A certain amount of my work -- more than none, but less than all -- is dedicated to helping organizations explore the deeper questions of organizational strategy. Sure, they contacted me because they had a technology initiative in mind, or wanted some help with improving their online activities -- but, more often than not, I come back to the fundamental realization that technology can't solve inherently human problems. And it's here that I have to admit some vanity: quite simply, I'd rather invest my time in projects that have a chance of succeeding, surviving, and sustaining themselves for the years to come. So, on occasion, I sense that a client is asking themselves "why is Phillip asking all these tough questions about how our organization works, and what our role -- as staff, directors, board members, etc. -- is in relation to the problems at hand." The questions are tough and at times uncomfortable, but they are necessary to get to the root of the issue (and to unearth the real opportunities).
Well, it was in one of those sessions recently, that I stumbled on something new (to me anyway). A staff member of this organization proclaimed "... it's because we run it like a non-profit, and not like a..." -- and, no, the next word wasn't business (I'm tired of hearing that too). What came after was the real epiphany; she went on to describe the organization's "sense of entitlement" as one of the bigger issues for her.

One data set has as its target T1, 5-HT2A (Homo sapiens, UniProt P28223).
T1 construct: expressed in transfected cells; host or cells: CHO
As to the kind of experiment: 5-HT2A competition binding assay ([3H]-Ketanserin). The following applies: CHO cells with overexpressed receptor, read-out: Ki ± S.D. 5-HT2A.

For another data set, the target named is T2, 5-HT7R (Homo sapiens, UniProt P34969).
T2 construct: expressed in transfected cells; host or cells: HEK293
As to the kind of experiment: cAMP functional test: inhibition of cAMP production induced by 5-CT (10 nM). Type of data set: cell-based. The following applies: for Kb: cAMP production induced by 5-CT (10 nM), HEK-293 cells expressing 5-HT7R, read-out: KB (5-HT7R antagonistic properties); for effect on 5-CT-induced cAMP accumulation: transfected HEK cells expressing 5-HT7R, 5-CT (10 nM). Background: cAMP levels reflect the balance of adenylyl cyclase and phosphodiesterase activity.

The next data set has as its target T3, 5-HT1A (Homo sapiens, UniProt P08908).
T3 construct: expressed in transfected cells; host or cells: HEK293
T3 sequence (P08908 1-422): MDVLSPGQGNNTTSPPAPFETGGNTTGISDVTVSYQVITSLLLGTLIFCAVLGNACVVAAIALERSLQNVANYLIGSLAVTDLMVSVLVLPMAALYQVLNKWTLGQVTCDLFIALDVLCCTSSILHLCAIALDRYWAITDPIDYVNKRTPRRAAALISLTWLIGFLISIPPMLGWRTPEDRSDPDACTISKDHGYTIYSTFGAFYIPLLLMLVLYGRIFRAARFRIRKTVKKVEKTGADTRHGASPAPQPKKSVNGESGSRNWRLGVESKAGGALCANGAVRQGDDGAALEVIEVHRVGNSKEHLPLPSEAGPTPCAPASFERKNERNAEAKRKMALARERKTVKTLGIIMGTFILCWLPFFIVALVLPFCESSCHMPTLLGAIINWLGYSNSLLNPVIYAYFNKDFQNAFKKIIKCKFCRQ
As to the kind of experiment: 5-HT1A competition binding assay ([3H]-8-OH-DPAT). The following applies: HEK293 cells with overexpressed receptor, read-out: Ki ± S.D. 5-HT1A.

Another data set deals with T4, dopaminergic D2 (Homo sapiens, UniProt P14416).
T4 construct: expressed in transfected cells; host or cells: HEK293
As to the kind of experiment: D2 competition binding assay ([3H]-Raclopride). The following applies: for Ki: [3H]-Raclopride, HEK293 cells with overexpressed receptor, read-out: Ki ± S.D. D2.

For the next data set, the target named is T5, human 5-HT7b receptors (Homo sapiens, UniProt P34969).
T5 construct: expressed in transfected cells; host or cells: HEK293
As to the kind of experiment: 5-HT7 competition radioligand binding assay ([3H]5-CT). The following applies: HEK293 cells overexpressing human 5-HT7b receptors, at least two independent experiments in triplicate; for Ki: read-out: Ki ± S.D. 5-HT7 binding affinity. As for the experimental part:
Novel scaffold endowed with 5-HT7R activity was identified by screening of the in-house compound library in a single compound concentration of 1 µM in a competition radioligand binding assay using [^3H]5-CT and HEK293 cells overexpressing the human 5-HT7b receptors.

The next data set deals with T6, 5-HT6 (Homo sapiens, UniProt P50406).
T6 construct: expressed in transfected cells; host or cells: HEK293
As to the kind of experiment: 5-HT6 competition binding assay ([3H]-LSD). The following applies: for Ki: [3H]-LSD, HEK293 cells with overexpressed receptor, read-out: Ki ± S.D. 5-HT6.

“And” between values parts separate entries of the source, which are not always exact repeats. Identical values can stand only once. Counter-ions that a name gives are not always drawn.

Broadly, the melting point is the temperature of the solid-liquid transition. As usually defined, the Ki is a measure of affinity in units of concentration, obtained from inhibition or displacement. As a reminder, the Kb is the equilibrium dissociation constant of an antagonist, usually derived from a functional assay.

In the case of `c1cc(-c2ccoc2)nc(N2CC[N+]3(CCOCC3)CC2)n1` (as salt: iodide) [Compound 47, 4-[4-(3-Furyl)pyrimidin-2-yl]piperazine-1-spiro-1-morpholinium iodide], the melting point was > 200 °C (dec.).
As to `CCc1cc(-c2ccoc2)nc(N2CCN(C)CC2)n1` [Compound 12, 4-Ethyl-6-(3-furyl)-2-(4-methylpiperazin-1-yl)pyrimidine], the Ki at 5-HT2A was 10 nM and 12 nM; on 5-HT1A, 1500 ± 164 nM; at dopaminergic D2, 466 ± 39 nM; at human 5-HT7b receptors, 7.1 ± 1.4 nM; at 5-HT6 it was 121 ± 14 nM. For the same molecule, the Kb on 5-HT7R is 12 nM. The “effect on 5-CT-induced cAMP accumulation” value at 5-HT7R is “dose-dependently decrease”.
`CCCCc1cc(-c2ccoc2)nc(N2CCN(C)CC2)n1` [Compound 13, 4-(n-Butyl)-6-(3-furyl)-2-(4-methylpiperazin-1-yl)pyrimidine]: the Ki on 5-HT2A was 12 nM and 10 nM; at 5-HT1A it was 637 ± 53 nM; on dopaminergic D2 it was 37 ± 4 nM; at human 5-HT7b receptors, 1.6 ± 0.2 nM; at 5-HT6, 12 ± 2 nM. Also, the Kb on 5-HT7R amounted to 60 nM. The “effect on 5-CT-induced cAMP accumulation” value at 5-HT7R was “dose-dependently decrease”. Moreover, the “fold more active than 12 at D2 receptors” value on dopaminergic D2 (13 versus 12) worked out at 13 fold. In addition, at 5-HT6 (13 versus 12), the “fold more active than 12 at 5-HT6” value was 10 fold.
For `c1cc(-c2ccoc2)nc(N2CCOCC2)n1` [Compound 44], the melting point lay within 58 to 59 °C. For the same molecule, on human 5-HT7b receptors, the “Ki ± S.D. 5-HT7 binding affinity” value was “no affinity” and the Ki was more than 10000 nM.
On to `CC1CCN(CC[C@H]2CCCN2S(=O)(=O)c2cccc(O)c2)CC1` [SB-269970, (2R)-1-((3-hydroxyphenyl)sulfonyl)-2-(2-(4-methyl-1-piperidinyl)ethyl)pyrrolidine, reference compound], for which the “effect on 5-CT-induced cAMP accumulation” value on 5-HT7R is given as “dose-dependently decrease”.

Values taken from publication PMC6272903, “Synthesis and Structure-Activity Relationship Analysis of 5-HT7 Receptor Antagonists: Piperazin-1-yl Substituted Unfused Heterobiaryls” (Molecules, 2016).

For me, a light went off. If entitlement is at one end of a spectrum of change (not the end that we want our example organization to be at), then what's at the other end? Enterprise.
Don't get me wrong. I'm not a social enterprise buff. I'm not all goo-goo eyed about the "social economy." I certainly don't feel that non-profits should all sign-up for an MBA, or start hiring CEOs to keep things running. But what I do feel is this: Enterprise doesn't mean "business," it means moving away from entitlement and toward bold new ideas.
That may mean exploring revenue diversification or earned-income activities. But it could just as easily mean taking the bold action necessary to move from crisis management into strategic leadership, or from ad-hoc budgeting to a solid financial plan. And, more importantly, from a sense of entitlement (the "please help us because we have a mission") to one of enterprise (the "we are creating the change we want to see in the world -- join now.").
The face of change is evolving quickly in our networked world. Organizations like Ashoka, Echoing Green Foundation, Knight Foundation, and the J.W. McConnell Family Foundation are funding "innovation," and innovative strategies for addressing social problems. New ideas are emerging all around us and unexpected players -- social entrepreneurs and new types of mission-based organizations -- are changing the field of change.
Entitlement is not the strategy that I'd be betting on.